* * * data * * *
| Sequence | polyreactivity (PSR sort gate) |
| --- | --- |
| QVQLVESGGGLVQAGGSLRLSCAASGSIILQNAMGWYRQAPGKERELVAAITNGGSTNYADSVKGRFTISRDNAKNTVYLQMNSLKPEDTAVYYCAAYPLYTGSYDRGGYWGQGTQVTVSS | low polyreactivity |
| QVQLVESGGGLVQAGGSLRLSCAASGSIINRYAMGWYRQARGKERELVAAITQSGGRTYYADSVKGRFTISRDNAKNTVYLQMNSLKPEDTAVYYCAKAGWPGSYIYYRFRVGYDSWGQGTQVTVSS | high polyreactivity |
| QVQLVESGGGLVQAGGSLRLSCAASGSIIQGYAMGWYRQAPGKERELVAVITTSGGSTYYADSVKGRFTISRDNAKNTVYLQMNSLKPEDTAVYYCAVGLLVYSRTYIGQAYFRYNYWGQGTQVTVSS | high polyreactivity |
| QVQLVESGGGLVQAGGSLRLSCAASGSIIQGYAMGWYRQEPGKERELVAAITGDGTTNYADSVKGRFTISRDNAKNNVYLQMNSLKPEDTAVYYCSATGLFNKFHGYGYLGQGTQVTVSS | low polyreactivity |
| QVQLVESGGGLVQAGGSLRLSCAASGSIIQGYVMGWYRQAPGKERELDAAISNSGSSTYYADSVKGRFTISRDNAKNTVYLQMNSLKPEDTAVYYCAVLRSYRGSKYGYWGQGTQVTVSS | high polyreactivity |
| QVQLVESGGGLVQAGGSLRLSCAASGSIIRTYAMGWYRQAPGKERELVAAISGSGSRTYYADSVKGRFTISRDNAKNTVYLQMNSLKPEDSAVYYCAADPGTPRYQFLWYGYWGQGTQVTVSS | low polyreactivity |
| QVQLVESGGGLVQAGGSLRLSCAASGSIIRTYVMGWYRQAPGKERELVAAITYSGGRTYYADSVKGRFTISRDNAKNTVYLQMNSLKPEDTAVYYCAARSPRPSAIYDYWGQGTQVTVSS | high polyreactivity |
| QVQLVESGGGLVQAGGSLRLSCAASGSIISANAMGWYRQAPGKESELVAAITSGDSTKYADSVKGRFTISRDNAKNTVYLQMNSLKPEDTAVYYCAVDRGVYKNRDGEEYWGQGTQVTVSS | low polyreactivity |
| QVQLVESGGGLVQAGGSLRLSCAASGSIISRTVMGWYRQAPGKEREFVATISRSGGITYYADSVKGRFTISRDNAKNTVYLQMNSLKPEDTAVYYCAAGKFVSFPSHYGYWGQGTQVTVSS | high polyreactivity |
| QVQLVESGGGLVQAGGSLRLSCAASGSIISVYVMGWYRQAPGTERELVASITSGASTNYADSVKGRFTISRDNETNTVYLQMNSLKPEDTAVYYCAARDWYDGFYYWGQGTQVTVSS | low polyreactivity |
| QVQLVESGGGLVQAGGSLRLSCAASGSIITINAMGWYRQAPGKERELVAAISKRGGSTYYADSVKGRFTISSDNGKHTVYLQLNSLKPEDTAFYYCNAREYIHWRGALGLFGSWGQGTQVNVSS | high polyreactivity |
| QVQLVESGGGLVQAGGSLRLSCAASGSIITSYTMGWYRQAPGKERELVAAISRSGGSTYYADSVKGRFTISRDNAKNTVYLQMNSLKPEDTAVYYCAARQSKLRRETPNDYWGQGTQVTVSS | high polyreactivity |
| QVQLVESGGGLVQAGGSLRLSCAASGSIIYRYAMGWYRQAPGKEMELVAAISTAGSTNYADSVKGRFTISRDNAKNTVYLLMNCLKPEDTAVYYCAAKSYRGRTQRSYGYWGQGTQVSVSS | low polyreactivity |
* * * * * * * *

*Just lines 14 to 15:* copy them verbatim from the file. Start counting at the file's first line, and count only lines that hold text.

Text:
| QVQLVESGGGLVQAGGSLRLSCAASGSIITSYTMGWYRQAPGKERELVAAISRSGGSTYYADSVKGRFTISRDNAKNTVYLQMNSLKPEDTAVYYCAARQSKLRRETPNDYWGQGTQVTVSS | high polyreactivity |
| QVQLVESGGGLVQAGGSLRLSCAASGSIIYRYAMGWYRQAPGKEMELVAAISTAGSTNYADSVKGRFTISRDNAKNTVYLLMNCLKPEDTAVYYCAAKSYRGRTQRSYGYWGQGTQVSVSS | low polyreactivity |